In Arthurian legend, Avalon is paradise. It’s a subtle connection to Dad’s given name, but one that I quite like, especially in the middle spot.
I’ve long loved this medieval variant of Elizabeth. My little sister answers to the nickname Bo, so Isabeau seems like a fitting choice.
Once upon a time, I toyed with incorporating Boadicea, the first century warrior queen of the Iceni, in a child’s name for the same reasons. But the more accurate spelling is probably Boudica, and there’s debate about whether the pronunciation begins with a boo rather than a bo.
For my grandmother Irene, though it doesn’t sound great with our last name. Too bad, because Clio and Iris sound like sisters, and I think she works with Aly and Clio nearly as well as Romy.
For my stepgrandfather, Irene’s husband, a thoroughly good egg. I’ve considered it in the middle spot for a daughter or a son.
13. Noor/Nora/Elinor and Lucy/Lucia/Luca/Lucienne
Claire means light, so names that share a similar meaning have always appealed.
14. Veronica or Frederica
Do all name aficionados worry about naming twins, up until the ultrasound confirms that there’s only one baby on the way?
Had Alexander had a twin sister, two possible names were Veronica or Frederica, both to honor my dad, Eric, without poaching the name from my brother, Eric Jr. Erica was also a contender, but seemed a little too close – even though my brother answers to Rohn.
My mother-in-law’s first middle name is Zofia. In Polish, it gets a two-syllable pronunciation – ZAWF yeh – but I’ve heard Polish-Americans say it more like Sophia with a Z. Zofia nicknamed Zoe was a contender for a while.
16. Josephine, Catharine
Both choices from my mother’s family tree – Joseph was her grandfather, Catharine her aunt. I don’t remember Joseph, but Great Aunt Catharine was one of my favorites. Because her Manhattan apartment overlooked the Hudson, her grandson nicknamed her Grandma Boat. Years later, Aly misunderstood Aunt Bo as Aunt Boat, so there’s a story there.
I’m fairly certain Catharine’s spelling is a nod to the Italian Catarina. In any case, it is my favorite spelling and the only one I would consider.
Both names offer nicknames aplenty, but none of them sing to me. That’s probably why they’re down here at #16.
17. Anna/Anya, Anneliese nicknamed Anya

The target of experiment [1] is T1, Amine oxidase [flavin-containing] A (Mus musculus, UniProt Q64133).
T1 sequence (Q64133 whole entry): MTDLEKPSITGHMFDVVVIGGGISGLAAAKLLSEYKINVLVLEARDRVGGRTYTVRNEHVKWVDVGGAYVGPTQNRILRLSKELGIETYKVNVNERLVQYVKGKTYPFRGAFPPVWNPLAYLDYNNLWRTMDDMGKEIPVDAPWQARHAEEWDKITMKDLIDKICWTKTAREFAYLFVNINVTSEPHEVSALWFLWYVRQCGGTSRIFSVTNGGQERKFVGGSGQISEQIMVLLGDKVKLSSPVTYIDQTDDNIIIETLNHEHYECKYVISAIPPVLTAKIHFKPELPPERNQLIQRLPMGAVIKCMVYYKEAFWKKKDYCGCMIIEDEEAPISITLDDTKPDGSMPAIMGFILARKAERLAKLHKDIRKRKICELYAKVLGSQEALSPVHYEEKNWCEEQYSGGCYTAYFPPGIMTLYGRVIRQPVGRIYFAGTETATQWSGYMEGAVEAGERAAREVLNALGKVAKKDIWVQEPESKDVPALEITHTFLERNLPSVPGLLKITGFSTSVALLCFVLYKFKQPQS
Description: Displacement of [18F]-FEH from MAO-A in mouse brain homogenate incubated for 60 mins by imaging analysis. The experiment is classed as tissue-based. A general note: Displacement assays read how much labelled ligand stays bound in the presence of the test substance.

For the great-grandmother mentioned in #8. But any of the Anna choices would make Clio the only family member without an A- name. Too bad, because Anneliese Olwen would honor three of my dad’s relatives in one swoop.
18. Linden and Sarai
For my aunts, Linda and Sarita. (Sarita was named after her maternal grandmother, my great-grandmother Sara.) I love both names, but again, there’s something awkward about skipping my husband’s family entirely.
Rosemary Linden Beau was long a favorite combination. But I’m not wild about Beau on a girl, and two nature names is far too botanical for a family that ventures no closer to camping than shopping REI.
19. Amalia, Kester
Amalia is from my husband’s family. It’s a great name, but again, we can’t settle on a nickname and she’d be the fourth A, leaving Clio out in the cold.
Kester is also – in a very roundabout fashion – from my husband. His mother’s maiden name translates to Christopherson. My husband’s middle name is Christopher. I don’t care for any of the feminine variants, though Christabeau is one that I’ve considered. Kester is a medieval diminutive for Christopher, and reminiscent of my beloved Hester. Of course, Kester also brings to mind Jester. So never in the first spot. But maybe in the middle.
20. Hermione nicknamed Minna, Octavia nicknamed Tavy, Harriet nicknamed Hattie
Three names we just plain like.
1300 words later, you’re probably thinking what I’m thinking: yes, we could name a daughter, possibly three.
But there’s an equal chance we’d have a boy, that’s where we are truly at sea.